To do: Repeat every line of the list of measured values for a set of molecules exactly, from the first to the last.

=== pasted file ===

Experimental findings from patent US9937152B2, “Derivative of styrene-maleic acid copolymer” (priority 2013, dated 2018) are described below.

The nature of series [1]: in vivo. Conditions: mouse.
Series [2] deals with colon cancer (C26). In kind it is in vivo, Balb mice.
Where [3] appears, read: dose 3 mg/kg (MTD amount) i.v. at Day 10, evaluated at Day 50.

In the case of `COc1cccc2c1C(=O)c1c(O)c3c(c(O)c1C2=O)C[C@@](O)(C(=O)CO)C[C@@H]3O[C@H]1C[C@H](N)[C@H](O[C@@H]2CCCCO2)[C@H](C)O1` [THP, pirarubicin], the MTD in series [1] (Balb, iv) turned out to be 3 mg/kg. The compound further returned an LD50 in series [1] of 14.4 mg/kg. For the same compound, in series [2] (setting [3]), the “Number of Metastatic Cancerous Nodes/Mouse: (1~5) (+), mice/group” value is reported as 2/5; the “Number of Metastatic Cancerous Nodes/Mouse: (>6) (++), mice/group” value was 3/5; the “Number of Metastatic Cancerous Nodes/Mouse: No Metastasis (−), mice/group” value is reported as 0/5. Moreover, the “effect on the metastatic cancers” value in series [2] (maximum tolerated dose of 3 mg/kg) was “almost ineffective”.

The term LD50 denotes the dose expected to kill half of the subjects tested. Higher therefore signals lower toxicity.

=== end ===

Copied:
Experimental findings from patent US9937152B2, “Derivative of styrene-maleic acid copolymer” (priority 2013, dated 2018) are described below.

The nature of series [1]: in vivo. Conditions: mouse.
Series [2] deals with colon cancer (C26). In kind it is in vivo, Balb mice.
Where [3] appears, read: dose 3 mg/kg (MTD amount) i.v. at Day 10, evaluated at Day 50.

In the case of `COc1cccc2c1C(=O)c1c(O)c3c(c(O)c1C2=O)C[C@@](O)(C(=O)CO)C[C@@H]3O[C@H]1C[C@H](N)[C@H](O[C@@H]2CCCCO2)[C@H](C)O1` [THP, pirarubicin], the MTD in series [1] (Balb, iv) turned out to be 3 mg/kg. The compound further returned an LD50 in series [1] of 14.4 mg/kg. For the same compound, in series [2] (setting [3]), the “Number of Metastatic Cancerous Nodes/Mouse: (1~5) (+), mice/group” value is reported as 2/5; the “Number of Metastatic Cancerous Nodes/Mouse: (>6) (++), mice/group” value was 3/5; the “Number of Metastatic Cancerous Nodes/Mouse: No Metastasis (−), mice/group” value is reported as 0/5. Moreover, the “effect on the metastatic cancers” value in series [2] (maximum tolerated dose of 3 mg/kg) was “almost ineffective”.

The term LD50 denotes the dose expected to kill half of the subjects tested. Higher therefore signals lower toxicity.